“Give me twenty-six lead soldiers and I will conquer the world.”
By Tom Peterson
What is the most powerful human force? Some say it’s reason, some say love, some say cooperation. They all depend on communication. So does your cause. Having a great message is not enough, you also need a way to get that message to your audience.
“Give me twenty-six lead soldiers and I will conquer the world.” Referring to the lead type of bygone days, this quote about power of the printed word has been attributed to both Benjamin Franklin and Karl Marx. And through their writing each of them has made serious dents on our history.
Franklin co-authored the Declaration of Independence, setting the idea of democracy on a path that is still changing the world. But he also popularized what has become a $10 billion industry: self-improvement. At age 20, he published his 13 Virtues, beginning with Temperance: “Eat not to dullness; drink not to elevation.” And while he didn’t always live by his own advice, he never stopped publishing it.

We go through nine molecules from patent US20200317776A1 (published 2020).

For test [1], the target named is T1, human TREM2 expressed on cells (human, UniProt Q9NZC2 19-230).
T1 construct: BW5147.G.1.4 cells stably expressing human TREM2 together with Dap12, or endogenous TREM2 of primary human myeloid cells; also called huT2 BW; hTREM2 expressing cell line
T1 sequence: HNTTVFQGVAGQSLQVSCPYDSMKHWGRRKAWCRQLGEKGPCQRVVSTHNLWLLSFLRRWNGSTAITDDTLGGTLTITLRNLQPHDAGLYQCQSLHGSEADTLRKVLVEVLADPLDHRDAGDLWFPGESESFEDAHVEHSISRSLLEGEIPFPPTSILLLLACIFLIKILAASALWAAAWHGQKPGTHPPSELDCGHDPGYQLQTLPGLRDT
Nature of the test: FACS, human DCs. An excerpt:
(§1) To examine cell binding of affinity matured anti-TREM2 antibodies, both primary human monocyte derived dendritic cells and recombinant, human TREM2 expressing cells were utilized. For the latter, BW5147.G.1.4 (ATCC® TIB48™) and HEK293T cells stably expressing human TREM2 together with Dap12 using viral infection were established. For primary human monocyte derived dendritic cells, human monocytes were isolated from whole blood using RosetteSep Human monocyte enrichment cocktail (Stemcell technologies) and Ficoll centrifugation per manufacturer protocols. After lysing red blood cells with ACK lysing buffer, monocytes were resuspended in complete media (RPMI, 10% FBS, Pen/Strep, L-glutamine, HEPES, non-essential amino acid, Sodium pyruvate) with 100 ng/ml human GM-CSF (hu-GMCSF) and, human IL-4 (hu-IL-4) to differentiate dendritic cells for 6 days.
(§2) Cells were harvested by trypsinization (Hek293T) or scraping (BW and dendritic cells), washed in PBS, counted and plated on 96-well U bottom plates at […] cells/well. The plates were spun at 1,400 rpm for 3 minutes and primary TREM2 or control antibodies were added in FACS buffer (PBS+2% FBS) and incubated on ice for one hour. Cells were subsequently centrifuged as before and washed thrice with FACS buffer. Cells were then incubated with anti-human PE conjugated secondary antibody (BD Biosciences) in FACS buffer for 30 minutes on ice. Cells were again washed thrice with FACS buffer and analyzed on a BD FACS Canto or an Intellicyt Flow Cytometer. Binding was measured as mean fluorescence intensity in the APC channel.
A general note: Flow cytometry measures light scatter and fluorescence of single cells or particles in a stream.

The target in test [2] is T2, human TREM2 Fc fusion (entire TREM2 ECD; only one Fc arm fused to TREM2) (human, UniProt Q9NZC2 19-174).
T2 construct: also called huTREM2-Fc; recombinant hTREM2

In 1848 Karl Marx, along with Fredrich Engels, published the Communist Manifesto. And over the next few generations their ideas (however mangled) did, in fact, conquer about half of the world.
The power of an alphabet army formed into compelling ideas is without limit. From marine biologist Rachel Carson, who launched an environmental movement with her book Silent Spring, to thousands of citizens leaning into social media to launch Arab Spring, people communicating their thoughts, passions, concerns are changing our world.
Tell your stories, present your case. Call us to action through books, online articles, speeches, songs and poetry, plays, television, movies, blogs. Each of us has a unique voice that the world needs.